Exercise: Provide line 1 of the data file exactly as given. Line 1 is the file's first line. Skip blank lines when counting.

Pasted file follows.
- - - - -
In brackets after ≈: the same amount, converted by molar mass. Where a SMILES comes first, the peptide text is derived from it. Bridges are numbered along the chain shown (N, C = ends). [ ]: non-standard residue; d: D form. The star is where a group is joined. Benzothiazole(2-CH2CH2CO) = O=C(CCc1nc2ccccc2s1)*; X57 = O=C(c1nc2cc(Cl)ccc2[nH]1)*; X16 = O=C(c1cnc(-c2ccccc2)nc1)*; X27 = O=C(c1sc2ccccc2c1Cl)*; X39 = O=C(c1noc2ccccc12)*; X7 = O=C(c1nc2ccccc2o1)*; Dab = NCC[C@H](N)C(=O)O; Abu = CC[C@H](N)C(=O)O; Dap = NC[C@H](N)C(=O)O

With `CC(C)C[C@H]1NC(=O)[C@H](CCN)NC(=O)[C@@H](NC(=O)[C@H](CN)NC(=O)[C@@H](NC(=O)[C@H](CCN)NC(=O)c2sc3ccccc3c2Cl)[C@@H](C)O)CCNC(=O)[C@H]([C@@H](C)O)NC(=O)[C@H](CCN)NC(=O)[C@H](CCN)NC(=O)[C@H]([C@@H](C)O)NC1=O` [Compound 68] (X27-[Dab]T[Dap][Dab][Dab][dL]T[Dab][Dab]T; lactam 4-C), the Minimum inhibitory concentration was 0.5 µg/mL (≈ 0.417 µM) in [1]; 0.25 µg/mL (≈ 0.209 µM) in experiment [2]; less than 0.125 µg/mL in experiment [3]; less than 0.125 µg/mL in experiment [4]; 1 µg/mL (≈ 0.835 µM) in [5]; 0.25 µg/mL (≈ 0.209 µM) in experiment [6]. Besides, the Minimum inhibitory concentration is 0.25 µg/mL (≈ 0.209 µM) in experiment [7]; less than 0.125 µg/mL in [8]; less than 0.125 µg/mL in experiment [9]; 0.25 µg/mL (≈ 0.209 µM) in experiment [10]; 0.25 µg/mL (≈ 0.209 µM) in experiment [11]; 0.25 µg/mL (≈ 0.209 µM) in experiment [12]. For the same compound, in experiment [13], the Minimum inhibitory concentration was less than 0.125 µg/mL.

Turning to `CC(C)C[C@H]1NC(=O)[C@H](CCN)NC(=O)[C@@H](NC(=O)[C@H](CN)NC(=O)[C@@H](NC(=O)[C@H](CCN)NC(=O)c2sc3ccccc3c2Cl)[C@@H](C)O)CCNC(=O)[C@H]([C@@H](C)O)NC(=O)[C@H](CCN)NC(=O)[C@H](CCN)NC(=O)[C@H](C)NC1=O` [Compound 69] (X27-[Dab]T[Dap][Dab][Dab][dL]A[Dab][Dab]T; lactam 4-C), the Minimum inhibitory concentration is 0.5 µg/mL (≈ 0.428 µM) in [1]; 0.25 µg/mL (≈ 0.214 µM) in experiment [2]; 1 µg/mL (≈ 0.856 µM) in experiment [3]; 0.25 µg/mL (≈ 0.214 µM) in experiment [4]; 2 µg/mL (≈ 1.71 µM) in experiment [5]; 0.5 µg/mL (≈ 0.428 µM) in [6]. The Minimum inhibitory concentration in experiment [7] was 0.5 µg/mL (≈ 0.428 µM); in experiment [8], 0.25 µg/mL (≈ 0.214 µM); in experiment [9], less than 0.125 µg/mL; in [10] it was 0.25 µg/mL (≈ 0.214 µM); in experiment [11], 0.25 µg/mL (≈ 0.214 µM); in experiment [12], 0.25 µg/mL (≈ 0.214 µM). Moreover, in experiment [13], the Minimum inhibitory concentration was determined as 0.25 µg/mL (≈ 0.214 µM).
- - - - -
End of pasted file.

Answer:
In brackets after ≈: the same amount, converted by molar mass. Where a SMILES comes first, the peptide text is derived from it. Bridges are numbered along the chain shown (N, C = ends). [ ]: non-standard residue; d: D form. The star is where a group is joined. Benzothiazole(2-CH2CH2CO) = O=C(CCc1nc2ccccc2s1)*; X57 = O=C(c1nc2cc(Cl)ccc2[nH]1)*; X16 = O=C(c1cnc(-c2ccccc2)nc1)*; X27 = O=C(c1sc2ccccc2c1Cl)*; X39 = O=C(c1noc2ccccc12)*; X7 = O=C(c1nc2ccccc2o1)*; Dab = NCC[C@H](N)C(=O)O; Abu = CC[C@H](N)C(=O)O; Dap = NC[C@H](N)C(=O)O